This metaphor of colonial consumption finds its corollary in Godden’s memoirs where she describes the Pressburger, Powell, and Simons representation of Kanchi as “a basket of fruit, piled high and luscious and ready to eat” (“A House,” 24-5; 52). The nun’s quest colonially consumes Mopu’s natural environment. Presumably, nuns who colonially eat consume the colonised Other like fruit. The Kanchi of the feature film Black Narcissus is a supporting character, performed by Simmons as mute, feral and objectified. If Kanchi is to release herself from the “fruity” projections of sexism and racism, it will be through the filmmaker’s aesthetic and feminist tactic of ensuring that planets, trees, fruits and flowers become members of the film cast. If in episode 1 (Black Narcissus), plants and Asian subalterns are colonised, in episode 2, House of Women, these fruits and flowers turn up as smart, young Asian women actors with degrees in law and photography, ready to hold their own in the face of a faceless interviewer. In episode 3, The Fruit Is There to Be Eaten, it is important that Krishna Istha’s Kanchi, turning up like a magical character from another time and space (transformed from episode 1), commands the film set amidst an excess of flowers, plants and fruits. The visual overflow correlates with Kanchi’s assertiveness. Flowers and Kanchi know how to “answer back.”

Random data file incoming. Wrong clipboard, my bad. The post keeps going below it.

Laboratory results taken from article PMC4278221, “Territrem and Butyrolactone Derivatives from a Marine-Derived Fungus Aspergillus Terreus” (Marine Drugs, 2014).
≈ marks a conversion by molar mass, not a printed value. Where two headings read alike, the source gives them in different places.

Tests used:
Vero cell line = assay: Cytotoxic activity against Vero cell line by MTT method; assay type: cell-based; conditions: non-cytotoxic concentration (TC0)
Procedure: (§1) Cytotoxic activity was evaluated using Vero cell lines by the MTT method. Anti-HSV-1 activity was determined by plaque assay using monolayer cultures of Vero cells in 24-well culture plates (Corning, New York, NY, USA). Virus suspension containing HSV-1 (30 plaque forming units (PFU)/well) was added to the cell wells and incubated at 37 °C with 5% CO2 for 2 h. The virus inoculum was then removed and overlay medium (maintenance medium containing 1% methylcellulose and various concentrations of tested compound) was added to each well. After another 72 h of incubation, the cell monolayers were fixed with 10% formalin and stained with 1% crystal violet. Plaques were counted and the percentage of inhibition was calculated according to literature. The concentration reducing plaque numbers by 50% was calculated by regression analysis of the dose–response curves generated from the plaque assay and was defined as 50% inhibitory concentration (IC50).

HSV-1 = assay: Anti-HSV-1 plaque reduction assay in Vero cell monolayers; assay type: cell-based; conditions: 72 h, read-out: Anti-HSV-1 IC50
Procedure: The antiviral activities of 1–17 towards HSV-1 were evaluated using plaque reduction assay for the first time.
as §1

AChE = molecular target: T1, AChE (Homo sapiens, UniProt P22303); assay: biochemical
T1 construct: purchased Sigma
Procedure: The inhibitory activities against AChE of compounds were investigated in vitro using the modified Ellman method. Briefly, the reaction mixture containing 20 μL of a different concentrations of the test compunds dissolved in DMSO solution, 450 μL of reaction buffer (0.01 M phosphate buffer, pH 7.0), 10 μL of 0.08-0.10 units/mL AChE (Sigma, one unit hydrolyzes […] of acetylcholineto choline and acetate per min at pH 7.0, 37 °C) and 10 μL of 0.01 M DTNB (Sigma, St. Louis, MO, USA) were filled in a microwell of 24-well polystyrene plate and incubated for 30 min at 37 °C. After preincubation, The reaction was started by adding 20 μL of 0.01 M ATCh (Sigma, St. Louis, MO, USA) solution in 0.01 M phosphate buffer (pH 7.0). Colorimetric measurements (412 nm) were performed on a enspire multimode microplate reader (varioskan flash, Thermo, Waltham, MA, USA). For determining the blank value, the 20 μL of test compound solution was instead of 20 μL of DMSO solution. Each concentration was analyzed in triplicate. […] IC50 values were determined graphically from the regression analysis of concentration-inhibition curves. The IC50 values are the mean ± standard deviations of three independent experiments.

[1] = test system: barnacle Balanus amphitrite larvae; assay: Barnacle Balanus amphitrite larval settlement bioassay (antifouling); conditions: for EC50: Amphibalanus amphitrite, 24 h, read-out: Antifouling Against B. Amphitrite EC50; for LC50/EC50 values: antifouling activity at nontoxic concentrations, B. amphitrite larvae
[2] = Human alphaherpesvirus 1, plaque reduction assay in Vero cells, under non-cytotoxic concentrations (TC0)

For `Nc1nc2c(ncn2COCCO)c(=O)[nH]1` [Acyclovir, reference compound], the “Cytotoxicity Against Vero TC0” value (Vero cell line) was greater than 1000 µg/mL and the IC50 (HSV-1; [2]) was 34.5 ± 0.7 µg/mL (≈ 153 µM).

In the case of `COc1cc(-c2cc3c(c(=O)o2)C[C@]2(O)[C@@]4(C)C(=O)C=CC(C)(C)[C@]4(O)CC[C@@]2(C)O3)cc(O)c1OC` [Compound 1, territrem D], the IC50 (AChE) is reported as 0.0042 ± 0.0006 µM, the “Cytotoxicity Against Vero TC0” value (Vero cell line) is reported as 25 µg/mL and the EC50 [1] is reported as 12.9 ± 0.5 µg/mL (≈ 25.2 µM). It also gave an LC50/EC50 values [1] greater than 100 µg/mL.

Like Black Narcissus the feature, The Fruit Is There to Be Eaten relies heavily on a mise-en-scene of horticultural and mountain ecology. Just as Michael Powell filmed at Pinewood and Leonardslee Gardens in East Sussex, Williams Gamaker used Rotherhithe’s Brunel Museum roof Gardens and Sands Film Studios. The lusciousness of Leonardslee is film-intertextually echoed in the floral exuberance of the 2018 shots of Rotherhithe. After the crew have set up the classroom, interwoven with Kelly Hunter’s voiceover, there is a hard cut to a full, cinematic shot of the Leonardslee garden (fig. 1).
Then cutting back to the classroom, we see Kanchi calmly surveying the set, of which she is the protagonist, with a projection of an encyclopaedic display of the flowers behind her. The soundtrack plays the voices of young women students intoning the names of flowers from delphinium to lupens.